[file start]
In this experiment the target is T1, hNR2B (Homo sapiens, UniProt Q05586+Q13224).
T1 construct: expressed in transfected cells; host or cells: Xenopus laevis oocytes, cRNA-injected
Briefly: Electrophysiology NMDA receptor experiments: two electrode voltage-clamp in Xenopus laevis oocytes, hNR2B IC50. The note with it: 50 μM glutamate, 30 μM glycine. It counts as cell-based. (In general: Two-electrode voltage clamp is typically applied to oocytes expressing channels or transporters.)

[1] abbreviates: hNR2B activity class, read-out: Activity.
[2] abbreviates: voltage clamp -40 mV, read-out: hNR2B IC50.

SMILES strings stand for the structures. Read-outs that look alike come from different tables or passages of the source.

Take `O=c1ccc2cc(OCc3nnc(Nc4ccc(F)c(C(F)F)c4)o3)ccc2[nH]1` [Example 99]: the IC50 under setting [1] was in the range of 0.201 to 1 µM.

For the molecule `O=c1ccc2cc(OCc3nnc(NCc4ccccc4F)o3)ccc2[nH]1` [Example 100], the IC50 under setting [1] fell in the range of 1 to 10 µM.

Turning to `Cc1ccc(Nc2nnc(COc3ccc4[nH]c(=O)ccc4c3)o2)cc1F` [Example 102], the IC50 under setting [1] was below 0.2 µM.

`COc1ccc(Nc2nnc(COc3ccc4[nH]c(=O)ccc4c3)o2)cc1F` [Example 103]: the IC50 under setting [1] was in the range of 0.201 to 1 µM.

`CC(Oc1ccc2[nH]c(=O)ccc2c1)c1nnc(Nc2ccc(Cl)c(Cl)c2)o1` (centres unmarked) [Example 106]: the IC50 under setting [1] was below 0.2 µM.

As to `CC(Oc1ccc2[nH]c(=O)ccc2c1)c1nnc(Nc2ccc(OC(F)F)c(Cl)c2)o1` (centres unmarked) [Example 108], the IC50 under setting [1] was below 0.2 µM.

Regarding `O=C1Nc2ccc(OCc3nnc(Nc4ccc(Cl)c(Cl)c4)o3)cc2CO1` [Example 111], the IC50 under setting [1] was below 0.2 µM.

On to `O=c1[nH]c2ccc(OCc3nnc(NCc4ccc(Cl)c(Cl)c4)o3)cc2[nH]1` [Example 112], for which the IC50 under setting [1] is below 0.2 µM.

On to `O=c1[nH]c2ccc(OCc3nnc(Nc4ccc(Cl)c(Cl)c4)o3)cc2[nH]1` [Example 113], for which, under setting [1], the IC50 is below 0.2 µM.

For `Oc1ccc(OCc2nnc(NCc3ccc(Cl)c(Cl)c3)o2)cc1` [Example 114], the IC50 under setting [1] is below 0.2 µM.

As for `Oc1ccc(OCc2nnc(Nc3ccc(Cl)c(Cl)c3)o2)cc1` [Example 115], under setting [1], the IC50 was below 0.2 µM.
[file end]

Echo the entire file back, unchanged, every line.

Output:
In this experiment the target is T1, hNR2B (Homo sapiens, UniProt Q05586+Q13224).
T1 construct: expressed in transfected cells; host or cells: Xenopus laevis oocytes, cRNA-injected
Briefly: Electrophysiology NMDA receptor experiments: two electrode voltage-clamp in Xenopus laevis oocytes, hNR2B IC50. The note with it: 50 μM glutamate, 30 μM glycine. It counts as cell-based. (In general: Two-electrode voltage clamp is typically applied to oocytes expressing channels or transporters.)

[1] abbreviates: hNR2B activity class, read-out: Activity.
[2] abbreviates: voltage clamp -40 mV, read-out: hNR2B IC50.

SMILES strings stand for the structures. Read-outs that look alike come from different tables or passages of the source.

Take `O=c1ccc2cc(OCc3nnc(Nc4ccc(F)c(C(F)F)c4)o3)ccc2[nH]1` [Example 99]: the IC50 under setting [1] was in the range of 0.201 to 1 µM.

For the molecule `O=c1ccc2cc(OCc3nnc(NCc4ccccc4F)o3)ccc2[nH]1` [Example 100], the IC50 under setting [1] fell in the range of 1 to 10 µM.

Turning to `Cc1ccc(Nc2nnc(COc3ccc4[nH]c(=O)ccc4c3)o2)cc1F` [Example 102], the IC50 under setting [1] was below 0.2 µM.

`COc1ccc(Nc2nnc(COc3ccc4[nH]c(=O)ccc4c3)o2)cc1F` [Example 103]: the IC50 under setting [1] was in the range of 0.201 to 1 µM.

`CC(Oc1ccc2[nH]c(=O)ccc2c1)c1nnc(Nc2ccc(Cl)c(Cl)c2)o1` (centres unmarked) [Example 106]: the IC50 under setting [1] was below 0.2 µM.

As to `CC(Oc1ccc2[nH]c(=O)ccc2c1)c1nnc(Nc2ccc(OC(F)F)c(Cl)c2)o1` (centres unmarked) [Example 108], the IC50 under setting [1] was below 0.2 µM.

Regarding `O=C1Nc2ccc(OCc3nnc(Nc4ccc(Cl)c(Cl)c4)o3)cc2CO1` [Example 111], the IC50 under setting [1] was below 0.2 µM.

On to `O=c1[nH]c2ccc(OCc3nnc(NCc4ccc(Cl)c(Cl)c4)o3)cc2[nH]1` [Example 112], for which the IC50 under setting [1] is below 0.2 µM.

On to `O=c1[nH]c2ccc(OCc3nnc(Nc4ccc(Cl)c(Cl)c4)o3)cc2[nH]1` [Example 113], for which, under setting [1], the IC50 is below 0.2 µM.

For `Oc1ccc(OCc2nnc(NCc3ccc(Cl)c(Cl)c3)o2)cc1` [Example 114], the IC50 under setting [1] is below 0.2 µM.

As for `Oc1ccc(OCc2nnc(Nc3ccc(Cl)c(Cl)c3)o2)cc1` [Example 115], under setting [1], the IC50 was below 0.2 µM.